Activities can take place in a variety of venues and settings, depending on what is available and what the activities require in terms of resources and space. Typical examples of venues are community centres, school buildings, and other venues used by the local National Society branches. In disaster and conflict situations it may be necessary to construct a space in a tent or other temporary shelter e.g. a roofed open space with some protection around it.

Pick the right "safe space"

It is very important to identify a safe space for activities before starting a programme. These spaces need to be both physically safe (i.e. a secure physical space that allows people to be protected from danger) and emotionally safe (i.e. a sense of safety, trust, positive bonds and solidarity). It is also helpful to locate a space that is suitable for the planned activities.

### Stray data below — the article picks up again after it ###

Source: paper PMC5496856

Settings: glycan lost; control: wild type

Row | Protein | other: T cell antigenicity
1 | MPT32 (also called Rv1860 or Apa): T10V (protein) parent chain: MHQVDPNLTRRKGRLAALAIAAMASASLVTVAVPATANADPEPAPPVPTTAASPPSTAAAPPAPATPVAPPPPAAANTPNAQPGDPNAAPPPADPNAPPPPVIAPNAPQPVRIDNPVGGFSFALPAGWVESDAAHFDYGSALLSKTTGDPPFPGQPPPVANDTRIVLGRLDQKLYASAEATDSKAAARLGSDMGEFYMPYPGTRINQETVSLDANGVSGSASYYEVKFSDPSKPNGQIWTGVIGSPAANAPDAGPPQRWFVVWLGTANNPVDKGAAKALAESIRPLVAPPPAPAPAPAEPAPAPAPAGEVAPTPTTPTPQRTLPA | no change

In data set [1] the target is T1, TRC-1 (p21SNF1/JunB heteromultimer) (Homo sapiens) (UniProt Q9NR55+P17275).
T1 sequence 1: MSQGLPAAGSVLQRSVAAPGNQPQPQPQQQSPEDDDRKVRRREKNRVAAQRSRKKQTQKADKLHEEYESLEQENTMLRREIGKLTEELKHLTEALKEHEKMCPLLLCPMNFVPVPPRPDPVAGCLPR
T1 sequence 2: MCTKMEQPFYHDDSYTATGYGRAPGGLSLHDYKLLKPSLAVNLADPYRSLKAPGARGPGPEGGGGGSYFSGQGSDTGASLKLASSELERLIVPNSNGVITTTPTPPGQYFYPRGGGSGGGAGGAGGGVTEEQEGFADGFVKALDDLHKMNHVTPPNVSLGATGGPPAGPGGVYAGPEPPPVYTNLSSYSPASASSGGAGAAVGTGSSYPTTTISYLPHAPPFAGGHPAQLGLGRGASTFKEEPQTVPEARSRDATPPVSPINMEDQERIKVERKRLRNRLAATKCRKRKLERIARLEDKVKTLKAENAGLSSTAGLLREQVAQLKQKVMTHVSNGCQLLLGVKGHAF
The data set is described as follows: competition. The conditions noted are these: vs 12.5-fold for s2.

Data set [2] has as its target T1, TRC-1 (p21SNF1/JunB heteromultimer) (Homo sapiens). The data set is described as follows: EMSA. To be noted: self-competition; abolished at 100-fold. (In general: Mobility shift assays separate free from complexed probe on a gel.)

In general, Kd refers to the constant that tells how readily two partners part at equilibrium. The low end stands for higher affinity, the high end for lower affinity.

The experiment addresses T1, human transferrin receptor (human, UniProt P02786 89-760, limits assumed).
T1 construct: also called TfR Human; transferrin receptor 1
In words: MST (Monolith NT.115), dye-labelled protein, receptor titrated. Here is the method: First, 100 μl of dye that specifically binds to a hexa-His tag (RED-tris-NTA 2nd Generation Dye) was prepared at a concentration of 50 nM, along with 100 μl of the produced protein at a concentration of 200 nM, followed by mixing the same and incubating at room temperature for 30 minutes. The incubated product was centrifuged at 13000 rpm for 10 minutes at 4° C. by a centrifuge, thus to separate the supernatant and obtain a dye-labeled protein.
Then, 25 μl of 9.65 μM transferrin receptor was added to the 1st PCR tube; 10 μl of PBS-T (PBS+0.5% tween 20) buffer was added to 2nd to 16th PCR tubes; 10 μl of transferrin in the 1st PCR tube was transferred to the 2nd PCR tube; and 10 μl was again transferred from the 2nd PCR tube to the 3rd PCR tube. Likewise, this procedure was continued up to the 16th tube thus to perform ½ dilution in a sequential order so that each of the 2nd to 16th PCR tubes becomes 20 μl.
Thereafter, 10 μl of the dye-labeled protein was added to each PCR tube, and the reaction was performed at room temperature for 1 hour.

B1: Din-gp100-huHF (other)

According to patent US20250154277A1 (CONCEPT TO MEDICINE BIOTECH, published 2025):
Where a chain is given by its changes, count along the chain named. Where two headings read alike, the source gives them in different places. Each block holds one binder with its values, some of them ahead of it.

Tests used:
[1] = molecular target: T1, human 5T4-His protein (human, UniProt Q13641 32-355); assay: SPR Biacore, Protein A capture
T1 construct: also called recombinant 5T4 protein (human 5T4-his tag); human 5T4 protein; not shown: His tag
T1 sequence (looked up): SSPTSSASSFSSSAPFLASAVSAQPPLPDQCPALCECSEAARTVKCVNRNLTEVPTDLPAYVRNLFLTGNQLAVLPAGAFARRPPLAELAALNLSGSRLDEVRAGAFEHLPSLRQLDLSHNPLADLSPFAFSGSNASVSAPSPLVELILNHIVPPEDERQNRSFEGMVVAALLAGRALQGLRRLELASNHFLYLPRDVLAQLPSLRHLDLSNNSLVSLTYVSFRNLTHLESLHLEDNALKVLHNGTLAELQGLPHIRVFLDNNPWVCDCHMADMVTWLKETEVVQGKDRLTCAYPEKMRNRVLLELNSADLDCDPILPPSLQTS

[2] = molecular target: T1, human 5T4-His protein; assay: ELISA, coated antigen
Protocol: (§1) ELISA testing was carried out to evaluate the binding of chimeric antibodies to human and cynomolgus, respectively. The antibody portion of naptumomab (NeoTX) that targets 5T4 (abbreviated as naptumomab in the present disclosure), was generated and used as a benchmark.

Involve the the young men

Letting the young men be involved in constructing a space where they feel safe will help them feel a sense of ownership and responsibility. This kind of task also brings young men together, allowing them to share thoughts, ideas and take decisions. This will help build their trust and confidence. They will see that they can be part of a positive change in their own life and in their community.

Sketches of a safe space project

Safe Spaces Design Presenta

Project - 2015

Two simple 20” ISO containers turned into a high tech building with only easy available materials

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